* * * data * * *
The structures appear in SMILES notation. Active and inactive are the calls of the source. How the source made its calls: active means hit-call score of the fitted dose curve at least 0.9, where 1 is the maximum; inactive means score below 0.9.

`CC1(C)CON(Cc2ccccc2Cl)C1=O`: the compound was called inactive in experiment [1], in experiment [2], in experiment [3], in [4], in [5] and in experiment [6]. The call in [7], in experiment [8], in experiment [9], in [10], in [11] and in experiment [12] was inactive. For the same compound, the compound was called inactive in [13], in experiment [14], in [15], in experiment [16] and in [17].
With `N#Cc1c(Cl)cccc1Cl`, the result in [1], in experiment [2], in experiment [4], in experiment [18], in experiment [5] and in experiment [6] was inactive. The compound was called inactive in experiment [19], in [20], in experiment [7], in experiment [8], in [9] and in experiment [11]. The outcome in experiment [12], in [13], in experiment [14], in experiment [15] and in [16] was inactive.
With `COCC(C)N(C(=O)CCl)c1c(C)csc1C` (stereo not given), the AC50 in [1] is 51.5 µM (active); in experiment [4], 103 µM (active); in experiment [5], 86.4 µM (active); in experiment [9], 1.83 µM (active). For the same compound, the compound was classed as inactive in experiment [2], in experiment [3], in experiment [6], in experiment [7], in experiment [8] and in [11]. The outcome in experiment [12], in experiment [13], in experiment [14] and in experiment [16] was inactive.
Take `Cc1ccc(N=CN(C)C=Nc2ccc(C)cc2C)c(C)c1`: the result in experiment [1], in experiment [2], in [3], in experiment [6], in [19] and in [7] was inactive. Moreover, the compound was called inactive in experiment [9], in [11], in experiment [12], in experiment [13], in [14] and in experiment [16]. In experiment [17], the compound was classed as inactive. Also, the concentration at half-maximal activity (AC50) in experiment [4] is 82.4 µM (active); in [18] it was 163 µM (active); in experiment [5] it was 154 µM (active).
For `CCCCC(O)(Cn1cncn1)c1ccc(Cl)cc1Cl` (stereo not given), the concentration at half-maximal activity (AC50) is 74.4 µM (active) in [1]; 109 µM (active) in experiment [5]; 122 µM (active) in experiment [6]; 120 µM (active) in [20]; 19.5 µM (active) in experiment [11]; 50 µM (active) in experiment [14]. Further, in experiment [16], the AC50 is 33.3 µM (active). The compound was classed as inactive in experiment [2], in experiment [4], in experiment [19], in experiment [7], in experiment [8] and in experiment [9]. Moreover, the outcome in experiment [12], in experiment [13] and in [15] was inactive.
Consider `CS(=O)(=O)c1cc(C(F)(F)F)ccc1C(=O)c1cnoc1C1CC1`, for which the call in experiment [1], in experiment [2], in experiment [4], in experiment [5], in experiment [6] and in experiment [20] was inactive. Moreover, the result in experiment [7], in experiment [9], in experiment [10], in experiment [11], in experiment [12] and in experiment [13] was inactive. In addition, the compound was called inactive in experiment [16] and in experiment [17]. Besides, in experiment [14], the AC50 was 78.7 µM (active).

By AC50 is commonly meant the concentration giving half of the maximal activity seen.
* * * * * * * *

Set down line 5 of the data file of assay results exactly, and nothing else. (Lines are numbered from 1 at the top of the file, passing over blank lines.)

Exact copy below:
Take `Cc1ccc(N=CN(C)C=Nc2ccc(C)cc2C)c(C)c1`: the result in experiment [1], in experiment [2], in [3], in experiment [6], in [19] and in [7] was inactive. Moreover, the compound was called inactive in experiment [9], in [11], in experiment [12], in experiment [13], in [14] and in experiment [16]. In experiment [17], the compound was classed as inactive. Also, the concentration at half-maximal activity (AC50) in experiment [4] is 82.4 µM (active); in [18] it was 163 µM (active); in experiment [5] it was 154 µM (active).